Home » News » Sleep News » Hormone Therapy Improves Quality of Life, If You’ve Got Hot Flashes


Hormone Therapy Improves Quality of Life, If You’ve Got Hot Flashes

By Senior News Editor
Reviewed by John M. Grohol, Psy.D. on November 14, 2013

Hormone Therapy Improves Quality of Life, If You've Got Hot FlashesNew research suggests that while hormones at menopause can help with sleep, memory and more, hormone therapy will not improve quality of life among women not bothered by hot flashes.

Researchers at Helsinki University in Finland have published their findings in the journal Menopause.

“There has been a long debate over this issue. This new, well-designed study puts forth good evidence that hormone therapy does not improve quality of life in recently menopausal women who do not have numerous hot flashes,” said Dr. Margery Gass, executive director of The North American Menopause Society.

The 150 women in the Helsinki study had recently gone through menopause.

Seventy-two of them had seven or more moderate to severe hot flashes per day, whereas 78 had three or fewer mild hot flashes per day — or no hot flashes at all. For six months, about half the women in each group used hormone therapy (of various kinds) and half got only a placebo with no hormones.

For the study women tracked their hot flashes and answered questions about their general health, sexual well-being, and menopause symptoms.

Symptoms such as insomnia, depressed mood, nervousness, aching joints or muscles, memory and concentration, anxiety and fears, and menstrual cycle-like complaints, such as abdominal bloating and breast tenderness, were monitored.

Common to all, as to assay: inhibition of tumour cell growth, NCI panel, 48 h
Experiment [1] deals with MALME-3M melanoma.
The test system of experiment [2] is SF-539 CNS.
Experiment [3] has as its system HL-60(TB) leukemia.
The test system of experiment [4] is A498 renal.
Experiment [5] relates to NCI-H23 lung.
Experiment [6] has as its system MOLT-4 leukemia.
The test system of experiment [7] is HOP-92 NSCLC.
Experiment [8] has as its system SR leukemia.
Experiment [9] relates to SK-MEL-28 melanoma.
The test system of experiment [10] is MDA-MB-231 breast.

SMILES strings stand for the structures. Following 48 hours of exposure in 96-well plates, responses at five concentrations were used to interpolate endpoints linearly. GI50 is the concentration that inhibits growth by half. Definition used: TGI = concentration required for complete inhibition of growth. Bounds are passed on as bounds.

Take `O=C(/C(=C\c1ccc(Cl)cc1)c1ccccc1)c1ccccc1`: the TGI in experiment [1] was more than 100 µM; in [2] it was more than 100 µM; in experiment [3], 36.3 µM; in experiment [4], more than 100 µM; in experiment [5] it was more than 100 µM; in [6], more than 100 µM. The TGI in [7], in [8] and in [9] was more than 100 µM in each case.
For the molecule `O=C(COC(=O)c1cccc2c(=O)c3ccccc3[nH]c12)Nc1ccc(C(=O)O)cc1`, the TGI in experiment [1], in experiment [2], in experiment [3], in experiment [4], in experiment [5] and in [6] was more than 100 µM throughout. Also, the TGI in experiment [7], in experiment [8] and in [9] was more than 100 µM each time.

The women with moderate to severe hot flashes had more sleep problems, irritability, exhaustion, depressed mood, joint pains, palpitations, nausea, and swelling than the other women.

Hormone therapy helped the women who had moderate to severe hot flashes with their sleep, memory and concentration, anxiety and fears, exhaustion, irritability, swelling, joint and muscle pains, hot flashes, vaginal dryness, and general health.

However, for the women with mild or no hot flashes, hormone therapy made no difference.

Neither group reported significant improvement in general health or in sexual well-being, but that may be because the women had been in menopause for such a short time that vulvovaginal atrophy (VVA) might not have developed yet, said the authors. (VVA can be treated with local hormones or moisturizers.)

A limitation of the study, cautioned the authors, is that the women were white, healthy and lean, so the results may not apply to women of other ethnicities or with pre-existing health conditions.

Source: The North American Menopause Society (NAMS)

 

Hormone replacement therapy photo by shutterstock.

 

APA Reference
Nauert, R. (2013). Hormone Therapy Improves Quality of Life, If You’ve Got Hot Flashes. Psych Central. Retrieved on August 22, 2014, from http://psychcentral.com/news/2013/11/14/hormone-therapy-improves-quality-of-life-if-youve-got-hot-flashes/62023.html